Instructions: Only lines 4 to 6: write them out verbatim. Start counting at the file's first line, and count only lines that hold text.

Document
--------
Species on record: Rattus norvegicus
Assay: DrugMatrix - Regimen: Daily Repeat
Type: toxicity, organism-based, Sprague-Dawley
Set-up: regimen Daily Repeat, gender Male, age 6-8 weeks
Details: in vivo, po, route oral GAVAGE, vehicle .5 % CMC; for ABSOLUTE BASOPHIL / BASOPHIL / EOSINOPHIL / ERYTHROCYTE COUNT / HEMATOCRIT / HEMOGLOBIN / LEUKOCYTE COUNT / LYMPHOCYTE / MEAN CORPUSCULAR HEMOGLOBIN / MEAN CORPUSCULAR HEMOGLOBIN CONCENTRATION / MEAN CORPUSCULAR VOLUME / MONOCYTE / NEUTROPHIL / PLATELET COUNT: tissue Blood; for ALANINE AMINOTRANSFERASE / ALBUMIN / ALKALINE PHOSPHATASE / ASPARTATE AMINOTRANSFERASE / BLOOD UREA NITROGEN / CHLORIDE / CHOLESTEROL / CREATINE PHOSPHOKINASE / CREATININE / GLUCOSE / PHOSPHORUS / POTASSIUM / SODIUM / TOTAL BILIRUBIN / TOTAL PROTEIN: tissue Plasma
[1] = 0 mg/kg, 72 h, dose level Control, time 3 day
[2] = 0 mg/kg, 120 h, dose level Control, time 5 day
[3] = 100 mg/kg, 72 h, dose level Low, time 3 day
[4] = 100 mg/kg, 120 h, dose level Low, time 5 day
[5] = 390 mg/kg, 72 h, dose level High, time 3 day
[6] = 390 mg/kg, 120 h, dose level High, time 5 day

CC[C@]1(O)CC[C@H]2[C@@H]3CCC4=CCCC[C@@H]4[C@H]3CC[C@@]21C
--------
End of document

Set-up: regimen Daily Repeat, gender Male, age 6-8 weeks
Details: in vivo, po, route oral GAVAGE, vehicle .5 % CMC; for ABSOLUTE BASOPHIL / BASOPHIL / EOSINOPHIL / ERYTHROCYTE COUNT / HEMATOCRIT / HEMOGLOBIN / LEUKOCYTE COUNT / LYMPHOCYTE / MEAN CORPUSCULAR HEMOGLOBIN / MEAN CORPUSCULAR HEMOGLOBIN CONCENTRATION / MEAN CORPUSCULAR VOLUME / MONOCYTE / NEUTROPHIL / PLATELET COUNT: tissue Blood; for ALANINE AMINOTRANSFERASE / ALBUMIN / ALKALINE PHOSPHATASE / ASPARTATE AMINOTRANSFERASE / BLOOD UREA NITROGEN / CHLORIDE / CHOLESTEROL / CREATINE PHOSPHOKINASE / CREATININE / GLUCOSE / PHOSPHORUS / POTASSIUM / SODIUM / TOTAL BILIRUBIN / TOTAL PROTEIN: tissue Plasma
[1] = 0 mg/kg, 72 h, dose level Control, time 3 day